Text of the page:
An operator is a symbol that tells the compiler to perform specific mathematical or logical manipulations. C++ is rich in built-in operators and provides the following types of operators:

1) Arithmetic Operators

2) Relational Operators

3) Logical Operators

4) Bitwise Operators

5) Assignment Operators

6) Misc Operators

This chapter will examine the arithmetic, relational, logical and assignment operators one by one. Others are not needed for beginners......

## Step 1: Arithmetic Operators

### There are following arithmetic operators supported by C++ language:

2) Subtraction (-)

3) Multiplication (*)

4) Division (/)

5) Modulus (%)

6) Increment (++)

7) Decrement (--)

They are explained well in the image above.

## Step 2: Relational Operators

There are following are Relational Operators in C++ :-

SUPPOSE A HOLDS VALUE 10 AND B HOLDS 20

1) == - Checks whether value of two operands are equal or not, if yes then it becomes true.

A == B is not true

2) != - Checks whether value of two operands are unequal or not, if yes then it becomes true.

A != B is true

3) < - Checks whether one operand is greater than other or not, if yes then it becomes true.

A < B is true

4) > - Checks whether one operand is greater than other or not, if yes then it becomes true.

A > B is not true

5) >= - Checks whether left operand is greater than or equal to the other or not, if yes then it becomes true.

A >= B is not true

6) <= - Checks whether right operand is greater than or equal to the other or not, if yes then it becomes true.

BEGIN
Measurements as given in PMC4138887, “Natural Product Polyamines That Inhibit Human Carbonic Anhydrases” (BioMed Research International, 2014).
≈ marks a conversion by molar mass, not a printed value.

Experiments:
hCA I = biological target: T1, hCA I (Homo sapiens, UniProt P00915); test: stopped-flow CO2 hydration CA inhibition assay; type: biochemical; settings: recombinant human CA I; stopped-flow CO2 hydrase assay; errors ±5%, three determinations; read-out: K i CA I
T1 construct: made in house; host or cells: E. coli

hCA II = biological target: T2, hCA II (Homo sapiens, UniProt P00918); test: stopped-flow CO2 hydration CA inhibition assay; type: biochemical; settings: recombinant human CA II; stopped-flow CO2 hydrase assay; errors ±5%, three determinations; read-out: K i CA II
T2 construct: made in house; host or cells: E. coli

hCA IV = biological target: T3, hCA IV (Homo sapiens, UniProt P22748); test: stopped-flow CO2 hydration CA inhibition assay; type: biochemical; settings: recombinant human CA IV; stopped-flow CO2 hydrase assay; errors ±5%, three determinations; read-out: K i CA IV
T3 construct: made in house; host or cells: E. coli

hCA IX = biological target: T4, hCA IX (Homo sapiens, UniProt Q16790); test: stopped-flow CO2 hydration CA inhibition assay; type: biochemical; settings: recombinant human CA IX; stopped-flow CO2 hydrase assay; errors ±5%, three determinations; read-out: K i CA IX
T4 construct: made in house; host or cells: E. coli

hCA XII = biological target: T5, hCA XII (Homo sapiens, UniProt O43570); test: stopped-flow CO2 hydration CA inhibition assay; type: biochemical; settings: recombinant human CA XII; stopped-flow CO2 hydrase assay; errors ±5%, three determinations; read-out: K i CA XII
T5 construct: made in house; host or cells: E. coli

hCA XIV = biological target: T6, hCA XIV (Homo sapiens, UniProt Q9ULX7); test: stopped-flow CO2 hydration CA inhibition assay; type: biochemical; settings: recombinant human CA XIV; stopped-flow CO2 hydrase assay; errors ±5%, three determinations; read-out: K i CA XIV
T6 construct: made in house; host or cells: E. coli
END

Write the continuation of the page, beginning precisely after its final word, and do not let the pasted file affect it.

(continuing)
A <= B is true

## Step 3: Logical Operators

There are following logical operators supported by C++ language

Assume variable A holds 1 and variable B holds 0, then:

1) && - Called logical AND operator. If both the operands satisfy all the given conditions then it becomes true.

A == 1 && B == 0 is true BUT A == 0 && B == 0 is not true

2) || - Called logical OR operator. If both the operands satisfy either of the given conditions then it becomes true.

A == 0 || B == 0 is true.

3) ! - Called logical NOT operator. Use to reverse the logical state of an operand. If a condition is true then it becomes false.

!(A == 1 && B == 1) is true BUT !(A == 1 && B == 0) is not true.

## Step 4: Assignment Operators

There are following assignment operators supported by C++ language:

1) =

2) +=

3) -=

4) *=

5) /=

6) %=

THEY ARE EXPLAINED IN THE IMAGE ABOVE

## Step 5: ABOUT MY NEXT INSTRUCTABLE

I will be posting my next instructable on CONDITIONAL STATEMENTS probably by tomorrow.....

Please like and share my instructable and support me friends...... THANK YOU

<p>ok i will keep it in mind the next time</p>
<p>Simple and clean, good for beginers :).</p><p>You should explain the differences between pre and post-increment operators &quot;++a&quot; or &quot;a++&quot; as elements in an expresion.</p><p>I think the rest of operators should be mentioned even when the instructable is intended for beginers. Operators like &lt;&lt; &gt;&gt; , [ ] -&gt; . (cast), etc.</p>